Renaissance Era Patrons And Their Role With Artists

Renaissance Era Patrons And Their Role With Artists

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Looking at Renaissance art, we need to look at a group that significantly influenced the art and the artist – they were the art patrons. The art patrons financed or paid for the art of the Renaissance artists.

The Renaissance art patrons were an essential part of the Renaissance art movement, yet their influence on Renaissance art is not often discussed. The art patron often dictated how the art would be completed and what materials or costs they would give to the artist; this influenced what the artist could paint or sculpt. The art patrons were a driving force for Renaissance art and artists.

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Renaissance Art And The Art Patron Motivation To Support Art

During the Renaissance era, most works of art were paid for by the rulers and influential people. These rulers, religious and civic institutions, and wealthy patrons would have the artist produce statutes, frescoes, altarpieces, and portraits.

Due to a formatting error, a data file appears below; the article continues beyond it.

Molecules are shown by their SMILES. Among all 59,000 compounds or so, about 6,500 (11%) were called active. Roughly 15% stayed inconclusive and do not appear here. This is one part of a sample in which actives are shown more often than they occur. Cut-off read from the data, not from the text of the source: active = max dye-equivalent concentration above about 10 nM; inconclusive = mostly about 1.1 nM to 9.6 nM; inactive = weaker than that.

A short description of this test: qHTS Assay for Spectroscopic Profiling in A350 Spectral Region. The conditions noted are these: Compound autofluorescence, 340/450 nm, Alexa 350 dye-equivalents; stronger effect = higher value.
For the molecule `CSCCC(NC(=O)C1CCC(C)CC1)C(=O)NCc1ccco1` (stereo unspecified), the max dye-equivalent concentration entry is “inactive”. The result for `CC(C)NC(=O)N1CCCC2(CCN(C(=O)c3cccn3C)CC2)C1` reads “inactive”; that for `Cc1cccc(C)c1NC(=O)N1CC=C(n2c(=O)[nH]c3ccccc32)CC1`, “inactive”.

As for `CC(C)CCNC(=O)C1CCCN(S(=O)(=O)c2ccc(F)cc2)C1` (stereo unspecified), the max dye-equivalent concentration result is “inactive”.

Not all the art was produced for patrons; there were artists who created art for middle-class patrons to purchase ready-made item as plaques or figurines. But many of the critical art commissions were supported by art patrons.

One of the drawbacks to this was that many art patrons would tell the artist precisely what the customer wanted or expected. In other words, many Renaissance artists were expected to sacrifice their artistic sentiments and produce exactly what the patron wanted or expected.

The art patrons were an essential part of the Renaissance art movement. Here are reasons why many of these leaders and wealthy people became patrons of the arts and supported the artists:

Renaissance Art Patrons Became Patrons For Personal Satisfaction

Many of these high-profile and very wealthy patrons decided to become patrons of the arts because it brought great personal satisfaction.